The administered Li+ is distributed uniformly in the body tissues and in the blood plasma, with the external cell Li+ concentration being below 2 mM. Experiments studying the lithium distribution in rats after admin-istration of a high dose of 6Li+ showed that there was no exceptional accumulation of 6Li+ in the brain. 6Li+ distributes fairly uniformly in the body, with bones and endocrine glands showing higher concentrations (Figure 2.7) .


Li+ ions are not soluble in lipids and therefore do not cross plasma membranes. The transport into cells occurs via exchange mechanism by lithium–sodium counter-transport, anion exchange (so-called Li+/CO32− co-transport) and other unrelated transport molecules. The specific mode of action of the simple Li+ ion is currently unknown, but it is clear that a displacement of Mg2+ by Li+ is involved. Therefore, an alteration of the Mg2+ balance in the blood and the urine can be observed in patients treated with Li+ [3b]. This displace-ment is actually not surprising because the properties of Li+ and Mg2+ are similar, which can be explained by the concept of diagonal relationship.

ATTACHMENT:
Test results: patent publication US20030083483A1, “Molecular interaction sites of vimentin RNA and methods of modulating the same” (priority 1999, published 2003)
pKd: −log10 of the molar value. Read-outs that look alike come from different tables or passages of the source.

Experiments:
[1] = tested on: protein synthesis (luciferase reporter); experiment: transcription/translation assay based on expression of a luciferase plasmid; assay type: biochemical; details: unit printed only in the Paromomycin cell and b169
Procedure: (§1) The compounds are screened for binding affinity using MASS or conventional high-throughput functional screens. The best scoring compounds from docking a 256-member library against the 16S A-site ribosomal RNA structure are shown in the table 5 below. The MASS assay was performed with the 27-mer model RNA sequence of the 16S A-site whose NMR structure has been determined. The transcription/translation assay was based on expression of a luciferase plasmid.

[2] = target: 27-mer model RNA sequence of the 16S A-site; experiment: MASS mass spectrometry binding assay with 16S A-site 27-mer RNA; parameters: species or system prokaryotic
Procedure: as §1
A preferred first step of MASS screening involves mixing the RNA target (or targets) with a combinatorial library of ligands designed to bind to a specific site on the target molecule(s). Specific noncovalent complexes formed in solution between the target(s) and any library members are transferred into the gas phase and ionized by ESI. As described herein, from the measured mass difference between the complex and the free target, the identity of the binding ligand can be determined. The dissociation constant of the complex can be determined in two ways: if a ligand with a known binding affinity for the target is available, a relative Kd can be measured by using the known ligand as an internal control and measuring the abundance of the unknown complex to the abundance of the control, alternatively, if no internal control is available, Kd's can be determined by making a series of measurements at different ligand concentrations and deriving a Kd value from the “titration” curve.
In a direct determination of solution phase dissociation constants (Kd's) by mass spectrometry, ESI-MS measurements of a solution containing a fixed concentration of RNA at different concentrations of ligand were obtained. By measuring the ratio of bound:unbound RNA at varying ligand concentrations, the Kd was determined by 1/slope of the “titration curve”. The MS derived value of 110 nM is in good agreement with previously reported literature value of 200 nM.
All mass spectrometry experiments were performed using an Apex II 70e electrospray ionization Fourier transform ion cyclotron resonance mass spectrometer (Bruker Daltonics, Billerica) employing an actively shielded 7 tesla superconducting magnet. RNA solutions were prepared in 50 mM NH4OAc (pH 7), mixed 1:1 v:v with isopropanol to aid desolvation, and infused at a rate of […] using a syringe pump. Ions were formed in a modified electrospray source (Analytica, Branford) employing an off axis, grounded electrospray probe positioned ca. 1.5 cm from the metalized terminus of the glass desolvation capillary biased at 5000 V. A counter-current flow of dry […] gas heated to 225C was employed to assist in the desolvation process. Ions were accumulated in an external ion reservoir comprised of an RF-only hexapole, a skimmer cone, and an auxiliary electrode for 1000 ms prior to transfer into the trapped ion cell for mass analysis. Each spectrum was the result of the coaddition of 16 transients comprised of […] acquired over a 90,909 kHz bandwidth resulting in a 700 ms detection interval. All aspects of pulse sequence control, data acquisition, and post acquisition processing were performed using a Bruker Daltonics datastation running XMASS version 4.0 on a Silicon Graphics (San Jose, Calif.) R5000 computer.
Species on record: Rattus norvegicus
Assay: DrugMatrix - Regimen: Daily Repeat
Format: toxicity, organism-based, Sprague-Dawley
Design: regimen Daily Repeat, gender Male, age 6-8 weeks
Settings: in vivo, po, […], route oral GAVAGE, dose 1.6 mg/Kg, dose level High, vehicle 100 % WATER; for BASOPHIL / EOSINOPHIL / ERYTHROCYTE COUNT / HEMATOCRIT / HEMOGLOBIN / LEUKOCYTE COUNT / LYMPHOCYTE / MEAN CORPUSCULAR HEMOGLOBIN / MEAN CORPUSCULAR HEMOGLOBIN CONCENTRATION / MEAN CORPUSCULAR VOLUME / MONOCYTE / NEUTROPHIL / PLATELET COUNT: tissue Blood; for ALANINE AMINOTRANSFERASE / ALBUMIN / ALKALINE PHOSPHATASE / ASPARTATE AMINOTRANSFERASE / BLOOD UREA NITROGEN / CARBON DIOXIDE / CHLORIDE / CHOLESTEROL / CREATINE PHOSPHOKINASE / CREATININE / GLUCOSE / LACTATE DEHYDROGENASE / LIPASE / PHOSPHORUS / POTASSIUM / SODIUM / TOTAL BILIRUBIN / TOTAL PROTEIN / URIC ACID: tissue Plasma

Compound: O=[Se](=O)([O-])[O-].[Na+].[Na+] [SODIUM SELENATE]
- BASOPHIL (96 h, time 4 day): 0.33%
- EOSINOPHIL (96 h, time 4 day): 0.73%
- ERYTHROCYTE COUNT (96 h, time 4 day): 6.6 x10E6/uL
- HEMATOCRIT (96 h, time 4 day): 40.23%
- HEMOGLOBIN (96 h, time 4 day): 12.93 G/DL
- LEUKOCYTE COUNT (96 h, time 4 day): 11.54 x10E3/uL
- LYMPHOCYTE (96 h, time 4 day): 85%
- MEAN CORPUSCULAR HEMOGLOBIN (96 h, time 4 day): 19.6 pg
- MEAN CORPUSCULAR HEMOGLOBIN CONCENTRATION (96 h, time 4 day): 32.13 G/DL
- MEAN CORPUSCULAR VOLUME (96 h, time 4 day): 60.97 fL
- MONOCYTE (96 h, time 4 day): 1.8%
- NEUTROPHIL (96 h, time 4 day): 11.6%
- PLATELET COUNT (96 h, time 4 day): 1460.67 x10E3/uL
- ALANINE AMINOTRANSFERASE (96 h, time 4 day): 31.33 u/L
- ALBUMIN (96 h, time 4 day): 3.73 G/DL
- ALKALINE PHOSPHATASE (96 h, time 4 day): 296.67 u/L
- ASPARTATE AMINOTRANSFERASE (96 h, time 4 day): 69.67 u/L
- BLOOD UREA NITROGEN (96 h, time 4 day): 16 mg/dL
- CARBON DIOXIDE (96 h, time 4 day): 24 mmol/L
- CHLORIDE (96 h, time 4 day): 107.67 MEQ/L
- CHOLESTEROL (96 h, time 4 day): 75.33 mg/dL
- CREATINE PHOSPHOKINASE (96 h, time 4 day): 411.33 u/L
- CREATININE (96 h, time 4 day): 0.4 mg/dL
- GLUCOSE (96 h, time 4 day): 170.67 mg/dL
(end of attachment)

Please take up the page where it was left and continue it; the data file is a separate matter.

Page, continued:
4. Excursus: diagonal relationship and periodicity

Within the periodic table, the element pairs Li/Mg, Be/Al, B/Si and others form a so-called diagonal rela-tionship to each other. With this concept, similarities in biological activity can be explained as the element pairs have similar properties.

Diagonally adjacent elements of the second and third periods have similar properties – this concept is called diagonal relationship. These pairs (Li/Mg, Be/Al, B/Si, etc.) have similarities in ion size, atomic radius, reactive behaviour and other properties.